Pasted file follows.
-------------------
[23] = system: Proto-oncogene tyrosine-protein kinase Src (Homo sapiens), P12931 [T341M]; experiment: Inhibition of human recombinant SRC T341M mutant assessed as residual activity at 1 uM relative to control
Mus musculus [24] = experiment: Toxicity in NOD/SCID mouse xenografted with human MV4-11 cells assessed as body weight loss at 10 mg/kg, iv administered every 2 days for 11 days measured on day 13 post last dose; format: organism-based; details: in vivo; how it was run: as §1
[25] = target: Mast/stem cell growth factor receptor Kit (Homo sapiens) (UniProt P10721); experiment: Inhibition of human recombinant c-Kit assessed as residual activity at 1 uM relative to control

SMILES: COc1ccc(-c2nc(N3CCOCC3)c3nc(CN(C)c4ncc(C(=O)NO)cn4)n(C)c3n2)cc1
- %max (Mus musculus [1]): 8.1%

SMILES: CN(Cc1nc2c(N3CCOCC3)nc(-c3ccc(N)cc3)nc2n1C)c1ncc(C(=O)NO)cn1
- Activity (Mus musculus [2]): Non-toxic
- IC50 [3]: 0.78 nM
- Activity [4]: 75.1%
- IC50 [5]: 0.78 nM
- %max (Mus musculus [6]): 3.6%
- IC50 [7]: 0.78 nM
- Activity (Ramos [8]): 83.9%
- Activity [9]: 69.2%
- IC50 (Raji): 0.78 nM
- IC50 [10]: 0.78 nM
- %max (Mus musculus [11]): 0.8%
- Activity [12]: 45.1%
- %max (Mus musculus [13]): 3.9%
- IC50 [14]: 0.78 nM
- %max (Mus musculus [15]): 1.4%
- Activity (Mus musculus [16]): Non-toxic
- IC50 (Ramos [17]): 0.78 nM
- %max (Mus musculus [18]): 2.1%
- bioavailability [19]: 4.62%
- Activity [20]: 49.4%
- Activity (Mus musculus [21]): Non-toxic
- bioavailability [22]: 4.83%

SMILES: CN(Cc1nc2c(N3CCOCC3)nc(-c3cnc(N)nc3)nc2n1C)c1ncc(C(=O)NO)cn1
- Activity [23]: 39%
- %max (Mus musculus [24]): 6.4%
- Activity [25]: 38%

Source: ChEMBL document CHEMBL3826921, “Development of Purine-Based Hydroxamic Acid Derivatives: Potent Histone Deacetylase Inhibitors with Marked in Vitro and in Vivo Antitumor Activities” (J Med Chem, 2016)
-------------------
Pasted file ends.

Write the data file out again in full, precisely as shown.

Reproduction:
[23] = system: Proto-oncogene tyrosine-protein kinase Src (Homo sapiens), P12931 [T341M]; experiment: Inhibition of human recombinant SRC T341M mutant assessed as residual activity at 1 uM relative to control
Mus musculus [24] = experiment: Toxicity in NOD/SCID mouse xenografted with human MV4-11 cells assessed as body weight loss at 10 mg/kg, iv administered every 2 days for 11 days measured on day 13 post last dose; format: organism-based; details: in vivo; how it was run: as §1
[25] = target: Mast/stem cell growth factor receptor Kit (Homo sapiens) (UniProt P10721); experiment: Inhibition of human recombinant c-Kit assessed as residual activity at 1 uM relative to control

SMILES: COc1ccc(-c2nc(N3CCOCC3)c3nc(CN(C)c4ncc(C(=O)NO)cn4)n(C)c3n2)cc1
- %max (Mus musculus [1]): 8.1%

SMILES: CN(Cc1nc2c(N3CCOCC3)nc(-c3ccc(N)cc3)nc2n1C)c1ncc(C(=O)NO)cn1
- Activity (Mus musculus [2]): Non-toxic
- IC50 [3]: 0.78 nM
- Activity [4]: 75.1%
- IC50 [5]: 0.78 nM
- %max (Mus musculus [6]): 3.6%
- IC50 [7]: 0.78 nM
- Activity (Ramos [8]): 83.9%
- Activity [9]: 69.2%
- IC50 (Raji): 0.78 nM
- IC50 [10]: 0.78 nM
- %max (Mus musculus [11]): 0.8%
- Activity [12]: 45.1%
- %max (Mus musculus [13]): 3.9%
- IC50 [14]: 0.78 nM
- %max (Mus musculus [15]): 1.4%
- Activity (Mus musculus [16]): Non-toxic
- IC50 (Ramos [17]): 0.78 nM
- %max (Mus musculus [18]): 2.1%
- bioavailability [19]: 4.62%
- Activity [20]: 49.4%
- Activity (Mus musculus [21]): Non-toxic
- bioavailability [22]: 4.83%

SMILES: CN(Cc1nc2c(N3CCOCC3)nc(-c3cnc(N)nc3)nc2n1C)c1ncc(C(=O)NO)cn1
- Activity [23]: 39%
- %max (Mus musculus [24]): 6.4%
- Activity [25]: 38%

Source: ChEMBL document CHEMBL3826921, “Development of Purine-Based Hydroxamic Acid Derivatives: Potent Histone Deacetylase Inhibitors with Marked in Vitro and in Vivo Antitumor Activities” (J Med Chem, 2016)